Being a cat owner and an ardent pet lover, the questions that come to our mind related to cat hyperthyroidism are
- At what age does a cat have hyperthyroidism?
- How to I know that my cat is suffering from hyperthyroidism?
- Is there any way I can avoid or prevent my cat from hyperthyroidism?
- Has feline hyperthyroidism got anything to do with my cat’s diet plan?
- If diagnosed, what are the treatment methods for feline hyperthyroidism?
- Is there any effective natural solution for feline hyperthyroidism?
- If left unidentified and untreated, what are the consequences of feline hyperthyroidism?
Why am I writing about Feline Hyperthyroidism is because of a real incident I had.
My neighbor had a cat named Jiggs. Jiggs was a frequent visitor to my home also. I do feed Jiggs with fish, meat and snacks. I was always amazed at the way Jiggs use to behave with my daughter who was 7 years old. It is as if Jiggs knew my daughter’s school timings and her daily eating patterns. My daughter would have a very light breakfast in the morning which normally includes bread, butter and a glass of milk. She used to take light lunch stuff to school as she is a slow eater. She wanted to finish her lunch fast and play with her friends during lunch break. When she comes home in the evening, I do feed her properly as that is the only time she talks to me about her school activities and eat leisurely. I used to provide fish, meat or chicken stuff along with rice or chapatti during this meal of hers. Though Jiggs visit our home as and when he feels like, he would be at home during my daughter’s evening meal time and my daughter used to feed him with whatever she eats. But Jiggs had his preferences and will eat only when he feels like. I think Jiggs visit home to be with my daughter as she used to play with him. Normally Jiggs will not walk outside his home when it is dark.
I don’t know exactly what the age of Jiggs is, but I started noticing the changes in Jiggs’ behavior as well as his appearance. Jiggs started looking thin. He started eating whatever we give him and at times vomits also. I thought it might be because Jiggs was also growing and his hunger might have increased. And vomiting, I considered it as indigestion of food. When I discussed this with my neighbor, he had also noticed this. This made him take Jiggs to a vet where he was diagnosed with feline hyperthyroidism and the treatment started.
Now this incidence made me think of all the questions given in the beginning of this article. I would be happy to share my Vet’s answers to these questions.
Feline Hyperthyroidism is a common glandular disorder seen usually in middle-aged or older cats. It is found in cats at the age of 10 or above. Hyperthyroidism is the increased production of thyroid hormones by the thyroid glands situated in the neck.
The signs and symptoms of feline hyperthyroidism are many and it differs from cat to cat. But the most common signs include weight loss, increased appetite or increased intake of food, increased thirst, restlessness, irritability, untidy hair coat, vomiting and/or diarrhea, increased heart rate and unusual panting which is uncommon in cats.
Feline Hyperthyroidism is due to the increased production of a hormone called thyroxine or T-4 that regulates all body processes in cats. A balanced diet which provides good metabolic activities for your cat can help in regulating the production of thyroid hormones in your cat. 9 out of 10 cats diagnosed with hyperthyroidism are 10 or more years older and is the most common hormone abnormality in cats.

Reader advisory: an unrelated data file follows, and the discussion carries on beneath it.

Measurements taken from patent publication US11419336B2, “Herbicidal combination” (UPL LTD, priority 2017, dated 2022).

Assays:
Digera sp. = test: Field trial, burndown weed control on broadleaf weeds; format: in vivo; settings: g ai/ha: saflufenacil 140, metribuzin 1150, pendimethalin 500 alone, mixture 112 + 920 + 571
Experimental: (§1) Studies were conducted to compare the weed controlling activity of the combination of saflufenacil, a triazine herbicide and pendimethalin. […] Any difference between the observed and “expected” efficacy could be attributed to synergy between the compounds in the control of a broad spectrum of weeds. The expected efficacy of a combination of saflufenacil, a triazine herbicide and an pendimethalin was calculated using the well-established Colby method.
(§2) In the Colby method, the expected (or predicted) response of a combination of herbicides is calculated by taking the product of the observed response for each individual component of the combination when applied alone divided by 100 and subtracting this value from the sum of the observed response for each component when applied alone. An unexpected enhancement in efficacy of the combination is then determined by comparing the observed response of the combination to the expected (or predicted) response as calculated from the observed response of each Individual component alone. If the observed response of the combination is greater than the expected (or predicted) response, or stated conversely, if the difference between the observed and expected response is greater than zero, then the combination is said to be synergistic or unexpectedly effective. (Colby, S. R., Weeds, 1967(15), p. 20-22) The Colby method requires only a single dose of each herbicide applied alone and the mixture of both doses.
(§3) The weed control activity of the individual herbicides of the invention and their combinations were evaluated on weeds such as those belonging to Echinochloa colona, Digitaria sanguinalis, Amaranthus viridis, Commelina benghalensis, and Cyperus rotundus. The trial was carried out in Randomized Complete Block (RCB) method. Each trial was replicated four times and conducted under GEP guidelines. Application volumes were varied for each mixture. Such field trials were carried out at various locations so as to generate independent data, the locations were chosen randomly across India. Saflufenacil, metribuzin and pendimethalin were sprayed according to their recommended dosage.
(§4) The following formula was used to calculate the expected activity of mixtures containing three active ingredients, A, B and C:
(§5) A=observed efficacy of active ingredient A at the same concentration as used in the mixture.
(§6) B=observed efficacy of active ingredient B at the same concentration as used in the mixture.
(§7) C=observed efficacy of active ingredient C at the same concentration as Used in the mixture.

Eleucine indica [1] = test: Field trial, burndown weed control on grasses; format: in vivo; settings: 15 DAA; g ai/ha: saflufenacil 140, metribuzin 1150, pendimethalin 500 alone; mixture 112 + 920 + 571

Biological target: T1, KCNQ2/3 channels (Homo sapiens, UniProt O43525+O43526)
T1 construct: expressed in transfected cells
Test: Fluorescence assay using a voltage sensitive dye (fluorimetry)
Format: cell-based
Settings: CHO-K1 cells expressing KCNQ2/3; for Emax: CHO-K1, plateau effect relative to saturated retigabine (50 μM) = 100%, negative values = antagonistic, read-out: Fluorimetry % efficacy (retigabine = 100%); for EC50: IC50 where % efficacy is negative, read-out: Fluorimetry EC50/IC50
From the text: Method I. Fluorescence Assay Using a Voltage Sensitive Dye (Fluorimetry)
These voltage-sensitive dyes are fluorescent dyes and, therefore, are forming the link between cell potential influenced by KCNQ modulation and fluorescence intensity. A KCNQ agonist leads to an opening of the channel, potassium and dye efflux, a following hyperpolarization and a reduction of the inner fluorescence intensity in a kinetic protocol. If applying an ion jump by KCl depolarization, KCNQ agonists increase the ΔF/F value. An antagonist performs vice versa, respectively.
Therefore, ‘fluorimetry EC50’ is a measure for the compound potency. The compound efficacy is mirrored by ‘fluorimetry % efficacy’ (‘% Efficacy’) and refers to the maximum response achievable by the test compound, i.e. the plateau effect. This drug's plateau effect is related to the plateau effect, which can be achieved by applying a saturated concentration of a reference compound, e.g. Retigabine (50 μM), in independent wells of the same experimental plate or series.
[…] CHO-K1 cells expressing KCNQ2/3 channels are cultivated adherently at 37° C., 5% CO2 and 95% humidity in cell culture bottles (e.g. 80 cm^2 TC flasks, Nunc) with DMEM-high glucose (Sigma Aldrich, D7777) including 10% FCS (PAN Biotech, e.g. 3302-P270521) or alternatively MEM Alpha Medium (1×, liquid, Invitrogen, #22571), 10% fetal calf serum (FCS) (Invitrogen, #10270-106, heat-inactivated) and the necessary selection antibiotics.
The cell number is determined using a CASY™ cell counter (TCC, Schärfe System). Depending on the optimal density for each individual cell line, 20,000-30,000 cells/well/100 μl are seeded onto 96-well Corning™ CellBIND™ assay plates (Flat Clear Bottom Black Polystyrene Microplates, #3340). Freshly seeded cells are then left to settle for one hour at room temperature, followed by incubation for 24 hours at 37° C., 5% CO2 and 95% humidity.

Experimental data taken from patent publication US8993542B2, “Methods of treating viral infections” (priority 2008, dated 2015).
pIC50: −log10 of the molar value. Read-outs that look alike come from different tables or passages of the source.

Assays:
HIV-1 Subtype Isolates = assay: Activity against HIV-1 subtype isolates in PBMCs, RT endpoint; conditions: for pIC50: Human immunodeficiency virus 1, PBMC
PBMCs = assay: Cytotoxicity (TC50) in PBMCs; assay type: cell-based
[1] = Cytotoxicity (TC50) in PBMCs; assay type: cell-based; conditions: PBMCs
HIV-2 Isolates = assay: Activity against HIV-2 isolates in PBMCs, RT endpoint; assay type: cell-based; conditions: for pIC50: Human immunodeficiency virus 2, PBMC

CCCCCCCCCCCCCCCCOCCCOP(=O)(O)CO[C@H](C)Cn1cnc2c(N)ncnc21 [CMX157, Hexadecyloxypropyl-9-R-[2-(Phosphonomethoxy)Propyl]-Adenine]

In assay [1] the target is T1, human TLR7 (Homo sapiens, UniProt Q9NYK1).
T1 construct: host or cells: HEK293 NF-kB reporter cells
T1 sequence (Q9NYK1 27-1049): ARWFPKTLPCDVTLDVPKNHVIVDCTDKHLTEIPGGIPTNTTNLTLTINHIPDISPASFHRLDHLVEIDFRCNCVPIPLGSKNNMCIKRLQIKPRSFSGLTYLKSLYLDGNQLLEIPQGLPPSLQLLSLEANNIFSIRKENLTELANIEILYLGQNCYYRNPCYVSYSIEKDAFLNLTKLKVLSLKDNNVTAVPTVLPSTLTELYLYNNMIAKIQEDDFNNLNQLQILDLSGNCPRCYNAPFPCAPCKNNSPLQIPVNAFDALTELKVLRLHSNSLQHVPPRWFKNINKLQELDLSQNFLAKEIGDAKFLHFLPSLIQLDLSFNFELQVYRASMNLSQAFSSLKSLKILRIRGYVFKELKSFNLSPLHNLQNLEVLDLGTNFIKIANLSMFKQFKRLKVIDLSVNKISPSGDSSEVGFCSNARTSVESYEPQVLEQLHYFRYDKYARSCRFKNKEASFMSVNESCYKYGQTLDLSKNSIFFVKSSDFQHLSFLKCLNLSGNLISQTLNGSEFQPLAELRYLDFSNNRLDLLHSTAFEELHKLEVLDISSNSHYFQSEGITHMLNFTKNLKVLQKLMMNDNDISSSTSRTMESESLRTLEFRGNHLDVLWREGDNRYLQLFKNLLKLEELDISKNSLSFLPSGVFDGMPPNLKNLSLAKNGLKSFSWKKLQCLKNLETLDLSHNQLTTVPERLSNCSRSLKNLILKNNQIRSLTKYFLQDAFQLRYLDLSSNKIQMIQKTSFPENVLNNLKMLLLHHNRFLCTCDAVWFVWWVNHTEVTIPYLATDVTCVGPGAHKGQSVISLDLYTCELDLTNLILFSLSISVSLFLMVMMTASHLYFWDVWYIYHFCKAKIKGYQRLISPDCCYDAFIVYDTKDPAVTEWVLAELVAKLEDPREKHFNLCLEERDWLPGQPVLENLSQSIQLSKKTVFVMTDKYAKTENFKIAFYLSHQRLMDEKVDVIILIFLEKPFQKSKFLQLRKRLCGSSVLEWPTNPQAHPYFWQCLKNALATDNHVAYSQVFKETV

As the proverb ‘Anything too much is always bad’. Proper hyperthyroidism diet plan can help the cats to have an easy life.
- Cat diet should include meat as it provides taurine supplement, natural source of beta-carotene (less than 10% of cat’s meal), yin tonifying meats to strengthen yin and cool the body and go for herbal natural therapies than allopathic medications.
- Avoid seafood, salty food or chlorinated water as it can unbalance the thyroid gland due to the presence of iodine.
- Avoid grains, sugar and carbohydrates as these foods stimulate the nervous system into over-activity.
Feline hyperthyroidism treatment methods are Anti-thyroid drug therapy, Surgical Thyroidectomy, Radioactive Iodine Therapy and Dietary Treatment. Though every treatment has its advantages and disadvantages, dietary treatment is a natural way of feline hyperthyroidism treatment where the cats are fed on a special diet that has very strictly controlled levels of iodine.
As specified in point no.5, the best and effective natural treatment is dietary treatment where controlled levels of iodine is included in the diet which is just sufficient for normal levels of thyroxine or T-4 hormone production by the thyroid glands.
The potential complications of hyperthyroidism in cats are hypertension which can cause damage to eyes, kidneys, heart and brain, major heart problem which is increased heart rate that eventually cause heart failure and kidney disease which is not a direct effect of hyperthyroidism but seen commonly in older cats.
Jiggs was suffering from the starting stages of hyperthyroidism and was given a dietary treatment which controlled all his behavior problems. Jiggs died at the age of 16 and till then was such a cute and lovely cat and he still stays in our thoughts.